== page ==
Global markets were generally overnight, with the US market down (S&P 500 Index -0.5%) on the back of rising covid-19 cases and poor newsflow, while the Nasdaq Index was in the green, adding to gains as a relative safe-haven.
Closer to home, the big news yesterday was that New Zealand Aluminium Smelters – a joint venture between Rio Tinto and Sumitomo Chemical Company – gave Meridian notice to terminate the Southland smelter’s power contract when it expires at the end of August next year.
The smelter uses almost 14% of NZ's power generation, and the mining giant had been reviewing the business for the past nine months to weigh up its viability as the cost of energy squeezed margins amid weak aluminium prices. This saw the gentailer sector take a hit yesterday as there will be excess power supply in the market in the near term.
Contact Energy bore the brunt of the blow, dropping 14% as Chief executive Mike Fuge said the “disorderly exit” was “very disappointing”. Contact will defer the development of a second geothermal power station in Tauhara and consider closing its thermal power station in Stratford to offset the loss of the smelter. The nation's largest generator, Meridian fell 10%, snapping six days of gains, and together with Contact is the most affected. Longer term however, this could be an opportunity to release power to the North Island and Canterbury regions, and also reduce the reliance on coal, and accelerate a shift towards more hydro energy. This process cannot be undertaken overnight and the infrastructure to required to get the power generated to the North Island has been estimated at having approximately a 3-year build time.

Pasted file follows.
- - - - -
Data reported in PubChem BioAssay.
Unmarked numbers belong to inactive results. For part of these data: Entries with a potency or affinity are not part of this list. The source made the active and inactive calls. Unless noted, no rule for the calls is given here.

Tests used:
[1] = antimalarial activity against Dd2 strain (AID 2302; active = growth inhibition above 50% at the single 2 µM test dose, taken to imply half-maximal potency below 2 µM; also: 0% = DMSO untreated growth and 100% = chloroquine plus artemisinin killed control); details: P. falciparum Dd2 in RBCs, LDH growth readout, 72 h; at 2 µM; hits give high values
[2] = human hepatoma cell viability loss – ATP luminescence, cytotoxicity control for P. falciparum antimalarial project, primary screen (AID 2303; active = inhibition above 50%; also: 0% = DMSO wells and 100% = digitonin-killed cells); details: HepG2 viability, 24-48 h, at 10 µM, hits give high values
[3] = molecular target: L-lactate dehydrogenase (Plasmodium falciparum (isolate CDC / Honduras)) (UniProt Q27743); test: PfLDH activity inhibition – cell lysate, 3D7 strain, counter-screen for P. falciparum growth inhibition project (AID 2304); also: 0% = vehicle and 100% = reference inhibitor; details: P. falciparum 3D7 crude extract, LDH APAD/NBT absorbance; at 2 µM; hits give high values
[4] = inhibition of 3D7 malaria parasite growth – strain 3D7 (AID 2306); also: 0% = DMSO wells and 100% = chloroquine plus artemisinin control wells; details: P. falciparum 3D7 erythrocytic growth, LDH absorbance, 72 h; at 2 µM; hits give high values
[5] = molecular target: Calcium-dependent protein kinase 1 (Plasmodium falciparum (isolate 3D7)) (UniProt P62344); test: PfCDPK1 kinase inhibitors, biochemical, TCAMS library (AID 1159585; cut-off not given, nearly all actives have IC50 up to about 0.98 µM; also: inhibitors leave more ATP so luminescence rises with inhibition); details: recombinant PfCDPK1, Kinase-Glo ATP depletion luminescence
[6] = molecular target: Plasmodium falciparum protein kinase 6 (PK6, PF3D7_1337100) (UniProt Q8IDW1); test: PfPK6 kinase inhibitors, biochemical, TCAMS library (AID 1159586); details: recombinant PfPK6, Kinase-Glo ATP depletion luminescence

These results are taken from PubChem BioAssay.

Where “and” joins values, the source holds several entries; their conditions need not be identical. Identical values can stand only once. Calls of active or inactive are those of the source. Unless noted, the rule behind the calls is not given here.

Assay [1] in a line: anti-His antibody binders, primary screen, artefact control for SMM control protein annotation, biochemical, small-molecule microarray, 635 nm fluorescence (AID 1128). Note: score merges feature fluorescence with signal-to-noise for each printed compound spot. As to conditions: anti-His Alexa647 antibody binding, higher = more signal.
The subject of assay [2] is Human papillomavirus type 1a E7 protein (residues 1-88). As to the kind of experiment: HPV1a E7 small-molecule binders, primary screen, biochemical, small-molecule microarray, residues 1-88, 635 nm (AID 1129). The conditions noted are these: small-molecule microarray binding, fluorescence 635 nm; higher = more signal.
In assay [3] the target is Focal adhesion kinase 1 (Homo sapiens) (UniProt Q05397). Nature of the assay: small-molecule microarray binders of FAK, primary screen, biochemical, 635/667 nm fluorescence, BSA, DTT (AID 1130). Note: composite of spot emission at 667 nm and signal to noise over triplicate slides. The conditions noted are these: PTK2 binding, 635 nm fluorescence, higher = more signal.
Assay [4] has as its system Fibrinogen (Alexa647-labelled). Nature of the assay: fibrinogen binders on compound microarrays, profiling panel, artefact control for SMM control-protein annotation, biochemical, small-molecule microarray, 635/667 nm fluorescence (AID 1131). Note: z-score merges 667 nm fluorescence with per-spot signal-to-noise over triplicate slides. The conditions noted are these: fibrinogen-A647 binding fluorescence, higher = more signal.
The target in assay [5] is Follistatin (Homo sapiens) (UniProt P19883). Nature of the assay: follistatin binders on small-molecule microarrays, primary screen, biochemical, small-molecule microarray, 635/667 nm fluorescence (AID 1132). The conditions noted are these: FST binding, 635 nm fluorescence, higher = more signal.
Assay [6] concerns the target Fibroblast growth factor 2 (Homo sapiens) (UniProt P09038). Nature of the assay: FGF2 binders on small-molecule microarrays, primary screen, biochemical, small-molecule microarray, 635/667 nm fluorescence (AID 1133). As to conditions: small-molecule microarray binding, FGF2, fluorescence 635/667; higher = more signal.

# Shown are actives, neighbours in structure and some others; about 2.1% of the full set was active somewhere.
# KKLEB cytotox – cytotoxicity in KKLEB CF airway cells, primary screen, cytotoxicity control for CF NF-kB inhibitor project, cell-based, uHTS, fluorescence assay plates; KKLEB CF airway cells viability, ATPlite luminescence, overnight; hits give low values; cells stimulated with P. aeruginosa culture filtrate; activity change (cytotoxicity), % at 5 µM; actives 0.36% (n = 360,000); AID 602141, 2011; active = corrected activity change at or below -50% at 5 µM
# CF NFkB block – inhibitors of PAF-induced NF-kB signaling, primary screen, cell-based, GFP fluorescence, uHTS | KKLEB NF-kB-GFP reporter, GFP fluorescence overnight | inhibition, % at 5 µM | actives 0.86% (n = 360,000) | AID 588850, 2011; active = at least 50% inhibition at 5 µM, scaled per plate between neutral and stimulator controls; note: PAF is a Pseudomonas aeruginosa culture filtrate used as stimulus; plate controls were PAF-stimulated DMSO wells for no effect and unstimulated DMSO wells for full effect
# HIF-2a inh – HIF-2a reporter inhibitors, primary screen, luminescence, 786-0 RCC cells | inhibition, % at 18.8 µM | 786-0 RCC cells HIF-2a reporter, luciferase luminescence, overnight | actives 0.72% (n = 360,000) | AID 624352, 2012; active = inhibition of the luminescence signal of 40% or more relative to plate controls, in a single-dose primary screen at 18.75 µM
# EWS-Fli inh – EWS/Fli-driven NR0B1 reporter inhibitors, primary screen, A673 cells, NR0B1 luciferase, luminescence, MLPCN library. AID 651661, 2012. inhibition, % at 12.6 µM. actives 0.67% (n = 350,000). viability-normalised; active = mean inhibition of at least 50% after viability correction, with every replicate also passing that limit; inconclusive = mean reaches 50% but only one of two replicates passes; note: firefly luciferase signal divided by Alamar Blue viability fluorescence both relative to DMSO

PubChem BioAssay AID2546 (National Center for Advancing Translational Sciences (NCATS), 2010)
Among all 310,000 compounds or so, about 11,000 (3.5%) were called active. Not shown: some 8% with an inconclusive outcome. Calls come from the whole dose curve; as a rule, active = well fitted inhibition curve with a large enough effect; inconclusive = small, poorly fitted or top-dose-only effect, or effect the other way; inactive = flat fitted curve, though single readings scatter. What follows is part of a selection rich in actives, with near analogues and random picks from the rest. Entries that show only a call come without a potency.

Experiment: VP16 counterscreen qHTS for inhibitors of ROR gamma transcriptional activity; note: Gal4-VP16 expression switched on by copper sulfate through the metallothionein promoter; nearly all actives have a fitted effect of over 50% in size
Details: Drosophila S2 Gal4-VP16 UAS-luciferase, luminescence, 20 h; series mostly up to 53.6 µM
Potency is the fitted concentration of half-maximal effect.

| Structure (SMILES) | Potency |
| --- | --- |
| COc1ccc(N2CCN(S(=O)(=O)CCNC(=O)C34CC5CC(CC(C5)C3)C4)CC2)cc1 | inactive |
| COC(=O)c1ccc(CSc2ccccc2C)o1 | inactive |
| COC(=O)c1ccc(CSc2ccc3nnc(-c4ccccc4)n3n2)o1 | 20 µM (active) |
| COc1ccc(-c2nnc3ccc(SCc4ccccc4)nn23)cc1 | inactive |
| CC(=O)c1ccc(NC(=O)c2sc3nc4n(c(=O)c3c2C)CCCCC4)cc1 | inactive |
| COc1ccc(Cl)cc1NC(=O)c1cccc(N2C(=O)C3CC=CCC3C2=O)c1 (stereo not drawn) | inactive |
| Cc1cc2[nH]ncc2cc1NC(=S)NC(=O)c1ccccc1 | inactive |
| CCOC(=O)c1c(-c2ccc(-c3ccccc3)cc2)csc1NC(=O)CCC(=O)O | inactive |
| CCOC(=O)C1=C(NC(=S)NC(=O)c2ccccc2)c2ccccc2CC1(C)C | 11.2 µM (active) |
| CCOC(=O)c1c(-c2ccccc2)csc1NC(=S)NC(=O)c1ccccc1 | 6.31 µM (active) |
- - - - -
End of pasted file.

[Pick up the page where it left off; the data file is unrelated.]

Genesis Energy (GNE:NZX / GNE:ASX)
Of the major gentailers, we believe Genesis will be the least affected by the Tiwai Point decision. Being predominately a North Island generator – it said the closure was an opportunity to accelerate electrification of industry and it would reassess its generation portfolio.
Importantly, we think that GNE should be able to sustain its dividend levels with only minor downside – likely not greater than 10%, while peers may see a 20% reduction in dividends over the next couple of years.
We currently have a BUY rating on Genesis Energy.
Australia & New Zealand Market Movers
The Australian market was higher on Thursday (ASX 200 +0.6%) as shares in Afterpay led a rally among tech stocks, while mining and energy stocks also boosted the market.
Shares in Treasury Wine Estates fell after another profit warning from the new CEO of the winemaker. Treasury Wine said its core earnings for the 2020 financial year had fallen by 21%, compared to the prior year, amid the coronavirus pandemic and travel restrictions. The company now expects earnings to come in between $530 million and $540 million, with a decline of 14% in Asia, 37% in the Americas and 16% in Australia and New Zealand. Due to the uncertainty caused by the pandemic, Treasury did not provide guidance for the 2021 financial year.
The New Zealand market fell sharply yesterday (NZX 50 Index -2.3%), weighed down by the electricity sector companies as investors repriced power companies that would have to cope with an oversupply of electricity putting pressure on margins and hence profits and dividends.
In other news, Summerset posted the day’s biggest gain, rising after it warned first-half underlying profit could be up to 16% lower than last year as the virus outbreak halted construction as well as property settlements. This was not as bad as the market had feared.
The Warehouse Group also rose after it reported online demand had been strong since stores reopened after lock-down. Year-to-date online sales were up 54.8%, representing 11.8% of all group sales, but the company hasn't provided formal earnings guidance.
3 Things Markets Will be Watching this Week
- Covid-19 newsflow around a second wave and re-opening of economies remains top of mind.
- The Reserve Bank of Australia makes an interest rate decision on Tuesday.
- Trade tensions with China remain a risk to keep an eye on.
Have a Great Day,